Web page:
Now, as for the Sun T boxes... I haven't had the privilege to work with on yet. But, from what I've read and heard they make excellent boxes for for the majority of the typical server use scenarios. That does not mean they are best for all. There are things that I would still use a Sun e6500 for over one of these Sun T boxes. Data warehousing would be a candidate. Again, DIFFERENT BEASTS FOR DIFFERENT TASKS, TWITS.
So, can we stop this stupid little argument now?
Coward: Customers buy performance, not clocks
Anonymous Coward posts, "You are a retard if you buy four 1.6 GHz T2+ chips for $115,695. That's a 28.7 per cent price hike for 14.3 per cent more clocks.."
Perhaps - but customers may purchase more performance.
"Running the latest versions of the Solaris 10 OS and Java Server software backed by Oracle Database 11g, the SPARC Enterprise T5440 server delivered... a 21 percent improvement over the previous 1.4GHz-based SPARC Enterprise score"
21% more performance is being seen for some applications. The 20% increase in memory bandwidth may have done more for the performance of the overall system than the CPU bump of 14%.
It is interesting how much of a boost Sun and TI got out of the T2 and T2+ CPU's with such a small boost in clock rate.
Niagra vs Nehalem
Surely thats the interesting question?
Niagara Design is a system on a chip !
For the T2+ one also got 2x10Gbit Ethernet onboard (XAUI) and each core got a crypto unit for
the 10 most popular ciphers ! This is very important for SSL traffic, etc.
Divide that powerful system in logical domains and inside a logical domain subdivide your
workload further with Solaris containers. This system gives you a very efficient gear for
different workloads. Do not make the mistake to compare a system on a chip design with
a power6 CPU !
Re: Niagra v Nehalem
I'd open it up further - Power6 (and upcoming 7) v Niagara v Nehalem.
Is this x86's chance to get some of the mid-range action?
Paris,because she enjoys watching the big boys fight it out.
"You are a retard if you buy four 1.6 GHz T2+ chips for $115,695."
Why are you a retard if you buy one SUN T5440 with 4 T2 chips? Should you instead buy an IBM p570 for the paltry sum of $413.000 you mean? But the T5440 outperforms three p570, and they cost in total $1.240.000.
I fail to see why you shouldnt buy one T5440 if you want most bang for the buck? But maybe you know something I dont? Please enlighten me!
Re: Calm down
"I dont really understand this statement. Are you arguing that the Niagara does not easily outperform the Power6, for a much lower price? And at the same time, you talk about Top500? I dont get it. The machines in Top500 are large clusters. Basically a bunch of nodes in a network. Big Iron has 64-128 CPUs normally. How many has p570? 8? There exist no Big Iron with 10.000 CPUs as in Top500. And you do know that the IBM winner in Top500 is driven by dual core PowerPC CPUs at 750MHz, but it has many of them instead? There are no Power6 in Top500."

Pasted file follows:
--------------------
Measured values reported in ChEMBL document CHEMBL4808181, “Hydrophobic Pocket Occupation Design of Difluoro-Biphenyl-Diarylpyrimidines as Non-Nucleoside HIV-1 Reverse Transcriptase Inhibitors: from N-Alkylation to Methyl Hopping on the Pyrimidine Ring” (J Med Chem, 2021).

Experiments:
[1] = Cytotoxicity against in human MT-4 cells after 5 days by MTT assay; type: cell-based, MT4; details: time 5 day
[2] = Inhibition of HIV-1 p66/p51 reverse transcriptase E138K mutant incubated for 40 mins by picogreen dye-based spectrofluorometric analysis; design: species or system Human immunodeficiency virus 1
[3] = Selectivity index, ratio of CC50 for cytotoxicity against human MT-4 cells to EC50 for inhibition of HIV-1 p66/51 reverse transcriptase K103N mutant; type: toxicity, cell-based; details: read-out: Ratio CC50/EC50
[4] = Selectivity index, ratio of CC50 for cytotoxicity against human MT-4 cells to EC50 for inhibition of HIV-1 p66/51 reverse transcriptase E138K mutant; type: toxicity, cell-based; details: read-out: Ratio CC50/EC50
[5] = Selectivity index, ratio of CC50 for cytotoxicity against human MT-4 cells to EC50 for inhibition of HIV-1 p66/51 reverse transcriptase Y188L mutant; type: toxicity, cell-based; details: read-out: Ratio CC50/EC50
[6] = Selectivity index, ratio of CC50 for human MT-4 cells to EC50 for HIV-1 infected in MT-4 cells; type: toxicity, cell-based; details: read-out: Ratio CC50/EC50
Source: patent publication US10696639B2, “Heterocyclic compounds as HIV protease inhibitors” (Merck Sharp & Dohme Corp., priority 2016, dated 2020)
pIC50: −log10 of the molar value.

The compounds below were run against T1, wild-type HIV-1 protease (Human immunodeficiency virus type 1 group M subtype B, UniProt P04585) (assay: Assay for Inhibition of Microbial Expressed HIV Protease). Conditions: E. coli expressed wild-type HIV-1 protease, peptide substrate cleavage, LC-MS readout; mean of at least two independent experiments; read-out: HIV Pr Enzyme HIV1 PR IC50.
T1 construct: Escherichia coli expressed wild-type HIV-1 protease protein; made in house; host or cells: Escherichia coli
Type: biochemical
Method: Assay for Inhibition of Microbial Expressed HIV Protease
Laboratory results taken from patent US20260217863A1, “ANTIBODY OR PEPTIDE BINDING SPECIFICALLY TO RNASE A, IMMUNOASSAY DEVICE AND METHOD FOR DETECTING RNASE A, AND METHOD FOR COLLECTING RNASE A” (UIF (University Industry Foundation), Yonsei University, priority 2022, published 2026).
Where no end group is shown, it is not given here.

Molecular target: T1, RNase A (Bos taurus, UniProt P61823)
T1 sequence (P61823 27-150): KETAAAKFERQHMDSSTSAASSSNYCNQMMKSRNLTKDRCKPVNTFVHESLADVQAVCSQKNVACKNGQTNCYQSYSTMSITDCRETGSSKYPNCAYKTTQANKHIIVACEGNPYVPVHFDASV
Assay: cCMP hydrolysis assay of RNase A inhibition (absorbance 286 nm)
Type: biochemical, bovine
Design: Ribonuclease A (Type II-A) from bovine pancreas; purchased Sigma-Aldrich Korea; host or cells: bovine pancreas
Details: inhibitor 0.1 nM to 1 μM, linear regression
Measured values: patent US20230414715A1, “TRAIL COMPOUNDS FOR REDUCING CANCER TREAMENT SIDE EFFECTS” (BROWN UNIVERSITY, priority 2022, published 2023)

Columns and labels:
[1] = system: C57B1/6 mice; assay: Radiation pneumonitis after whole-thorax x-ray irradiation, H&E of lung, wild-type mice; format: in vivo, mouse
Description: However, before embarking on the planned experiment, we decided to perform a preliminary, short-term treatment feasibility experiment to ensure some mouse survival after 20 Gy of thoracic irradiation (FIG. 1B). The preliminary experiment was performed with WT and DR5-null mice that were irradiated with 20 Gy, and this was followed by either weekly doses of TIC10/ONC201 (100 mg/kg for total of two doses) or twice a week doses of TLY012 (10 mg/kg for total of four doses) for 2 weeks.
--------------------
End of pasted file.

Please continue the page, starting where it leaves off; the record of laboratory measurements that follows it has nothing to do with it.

Come on. How about a little due diligence? There are power6 machines on the top 500:
How many of the ones slamming these boxes have any T2's in their racks? Come on guys tell us? I for one have 20 5220s and 5120s. We love them, A single CPU 5220 replaced a quad SF480 and the DBA noticed almost double the performance for OLTP! JAVA web apps? All I can say is WOW!
They are the best bang for the buck bar none for web services! Though I'm sure some of you will disagree even though you have never even tried one.
Paris, cos she loves a good bang for a buck.........
Before you damage an otherwise reasonable argument about the merits of SPARC by saying something uninformed, let me remind you that present-day IBM or Unisys mainframes are more like 30,000 MIPS than 30 MIPS. Have a look here for an example:
The mainframes people simulate on laptops aren't modern million-dollar zSeries systems--they're old virtual System/370 machines from decades ago. A modern mainframe, between sheer CPU power and monstrous I/O (people seem to forget that I/O is where mainframes really kick ass), is often capable of virtualizing an entire data center. IBM has plenty of bragging rights. (There's also the whole deal about reliability, safely sustainable load at nearly full capacity, and uptime typically on the order of a decade, but I think you were discussing performance.)
If you are to compare individual SPARC systems to that, then the most suitable comparison would be between a modern mainframe and a Fujitsu SPARC Enterprise M9000, which *might* be a fair fight.
Niagara or Power?
Kebabbert, since single process can utilize only single core, it's the core performance matters the most. Who cares how many cores are within CPU? Oracle Database Enterprise is licensed per core. Run a silgle database query and take a look how many cores are utilized.